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Electrochemical Strategies for synthesis of high value-added products

Ph D Defense
2022-12-12 13:30
KU Leuven, Arenbergkasteel, Aula Arenbergkasteel, 01.07 - Kasteelpark Arenberg 1
3001 Leuven, België

Promovendus/a: Hongyang Tang

Promotor(en): Prof. dr. ir. Dirk De Vos

Organic electrochemistry is a green organic synthesis methodology which not only uses electrons as redox reagents but also operates under moderate reaction conditions due to the benefits of not requiring additional redox reagents, decreasing environmental pollution, and reacting at (near-)ambient temperature. As a result, organic electrochemistry has several practical applications and is highly appealing as a technology for organic synthesis. This thesis investigated the usage of electricity as a sustainable energy source for synthesis of high-value products.

We began by investigating electrochemical C-H activation for coupling phenols and N,N-disubstituted aniline derivatives. Due to the small potential difference between phenol and these N,N-disubstituted aniline derivatives, the cross-dehydrogenative coupling (CDC) of phenol and N,N-disubstituted anilines remains a challenge, resulting in poorly controlled formation of various products via reactions such as aryl-aryl C(sp2)-C(sp2) cross-coupling, C(sp2)-H/O-H cross-coupling, and formation of polycyclic and carbonyl compounds. We investigated aryl-aryl C-C CDC for unsymmetric biaryl synthesis, and C(sp2)-H/O-H cross dehydrogenative coupling for diaryl ether formation from phenol and N,N-disubstituted aniline derivatives. Due to the limited potential difference, many earlier works could only achieve the cross-coupling of specific substrates like naphthols or naphthylamines in the aryl-aryl CDC work; only a few works demonstrated the coupling of simple phenols and N,N-disubstituted anilines. Upon adding an iodide source as a mediator, the direct electrochemical oxidation is successfully changed into an indirect electrochemical oxidation, in which the substrate is oxidized by an I-containing oxidant, boosting the reaction’s application scope and yields. Furthermore, many studies in the field of arene couplings demonstrated that some C-O coupling products are formed, but the few examples that used electricity were associated with low selectivity and yields. There have been few studies that can properly explain and differentiate the pathways leading to C-C and C-O coupling. Therefore, we also focused on the C-O bond formation via CDC; the creation of diaryl ethers was systematically investigated and explained and many examples of diaryl ether formation are provided.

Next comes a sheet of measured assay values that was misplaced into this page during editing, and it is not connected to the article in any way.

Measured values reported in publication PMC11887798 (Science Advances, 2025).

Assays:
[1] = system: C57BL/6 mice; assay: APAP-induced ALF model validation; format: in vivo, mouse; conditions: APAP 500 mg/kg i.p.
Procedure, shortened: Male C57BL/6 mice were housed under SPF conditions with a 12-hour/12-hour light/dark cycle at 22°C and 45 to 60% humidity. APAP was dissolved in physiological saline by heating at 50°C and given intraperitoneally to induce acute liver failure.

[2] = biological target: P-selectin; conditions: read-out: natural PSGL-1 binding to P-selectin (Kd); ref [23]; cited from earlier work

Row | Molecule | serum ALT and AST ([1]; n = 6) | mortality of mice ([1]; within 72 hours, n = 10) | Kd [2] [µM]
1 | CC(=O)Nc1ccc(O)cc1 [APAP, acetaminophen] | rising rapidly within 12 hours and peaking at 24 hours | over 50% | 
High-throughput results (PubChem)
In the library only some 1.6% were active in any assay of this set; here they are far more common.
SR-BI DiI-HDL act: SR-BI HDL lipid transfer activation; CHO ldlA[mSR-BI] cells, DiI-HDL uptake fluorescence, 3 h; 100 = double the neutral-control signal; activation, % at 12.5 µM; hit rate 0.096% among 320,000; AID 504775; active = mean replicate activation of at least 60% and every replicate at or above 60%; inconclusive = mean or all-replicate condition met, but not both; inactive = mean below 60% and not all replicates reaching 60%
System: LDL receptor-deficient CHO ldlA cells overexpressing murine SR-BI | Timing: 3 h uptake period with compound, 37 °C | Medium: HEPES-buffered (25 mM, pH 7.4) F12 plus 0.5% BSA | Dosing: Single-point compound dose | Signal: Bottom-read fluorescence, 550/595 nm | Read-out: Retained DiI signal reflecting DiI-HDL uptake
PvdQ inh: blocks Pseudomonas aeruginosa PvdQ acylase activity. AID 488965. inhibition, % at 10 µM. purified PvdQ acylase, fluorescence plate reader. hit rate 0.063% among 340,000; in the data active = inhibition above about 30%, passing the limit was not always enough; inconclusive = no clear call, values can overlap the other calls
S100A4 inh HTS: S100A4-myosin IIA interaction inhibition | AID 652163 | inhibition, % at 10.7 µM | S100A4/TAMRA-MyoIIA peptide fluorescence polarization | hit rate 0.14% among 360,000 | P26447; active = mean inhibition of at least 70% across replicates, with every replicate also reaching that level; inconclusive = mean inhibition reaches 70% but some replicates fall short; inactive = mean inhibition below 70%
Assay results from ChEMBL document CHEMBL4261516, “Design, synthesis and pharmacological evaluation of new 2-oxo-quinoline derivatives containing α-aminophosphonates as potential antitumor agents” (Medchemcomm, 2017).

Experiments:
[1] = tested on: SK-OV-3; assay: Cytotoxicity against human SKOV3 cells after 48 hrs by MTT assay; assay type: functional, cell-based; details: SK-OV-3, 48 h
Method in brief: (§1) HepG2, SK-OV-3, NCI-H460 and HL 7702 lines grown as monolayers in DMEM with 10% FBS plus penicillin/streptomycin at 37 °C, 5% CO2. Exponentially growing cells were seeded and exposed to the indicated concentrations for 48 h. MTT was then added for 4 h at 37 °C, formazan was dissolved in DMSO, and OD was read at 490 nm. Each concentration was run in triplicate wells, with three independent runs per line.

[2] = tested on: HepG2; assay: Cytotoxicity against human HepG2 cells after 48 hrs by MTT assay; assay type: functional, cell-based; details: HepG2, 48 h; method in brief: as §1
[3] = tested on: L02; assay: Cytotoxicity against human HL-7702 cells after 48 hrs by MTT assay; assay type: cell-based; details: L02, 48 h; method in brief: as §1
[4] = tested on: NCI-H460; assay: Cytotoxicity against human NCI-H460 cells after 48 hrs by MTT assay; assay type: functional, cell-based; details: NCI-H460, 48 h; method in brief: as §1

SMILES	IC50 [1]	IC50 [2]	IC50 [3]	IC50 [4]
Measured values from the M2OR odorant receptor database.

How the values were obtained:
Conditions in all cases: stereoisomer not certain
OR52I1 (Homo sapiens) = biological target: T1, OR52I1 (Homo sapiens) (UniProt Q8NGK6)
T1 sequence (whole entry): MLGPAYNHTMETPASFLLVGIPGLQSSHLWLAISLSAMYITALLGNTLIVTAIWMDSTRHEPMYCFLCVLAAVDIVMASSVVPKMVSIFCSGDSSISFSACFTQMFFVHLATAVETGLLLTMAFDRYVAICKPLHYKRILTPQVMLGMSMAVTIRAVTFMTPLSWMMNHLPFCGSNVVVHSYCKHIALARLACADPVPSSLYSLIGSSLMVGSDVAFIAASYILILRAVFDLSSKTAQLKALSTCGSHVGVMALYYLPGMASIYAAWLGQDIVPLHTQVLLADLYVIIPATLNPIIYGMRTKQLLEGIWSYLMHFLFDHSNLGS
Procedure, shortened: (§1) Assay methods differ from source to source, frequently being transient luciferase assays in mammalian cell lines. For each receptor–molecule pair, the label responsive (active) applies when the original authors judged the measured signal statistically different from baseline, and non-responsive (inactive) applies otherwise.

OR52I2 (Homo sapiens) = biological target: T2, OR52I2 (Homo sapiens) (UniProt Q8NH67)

Finally, a bromide-assisted olefin epoxidation using sustainable electricity was presented. When using these bromide salts, sufficient alkalinity can be generated in situ at the cathode to promote direct olefin epoxidation in a one-pot process. The bromide performs a dual role as an electrolyte and as a mediator that is easily oxidized even at moderate anodic voltages. Simultaneously, it was revealed that addition of tetraethylammonium tetrafluoroborate as the supporting electrolyte was successful to maintain the reaction potential and to inhibit the formation of undesired by-products like 1,2-dibromides.

All Dates

  • 2022-12-12 13:30

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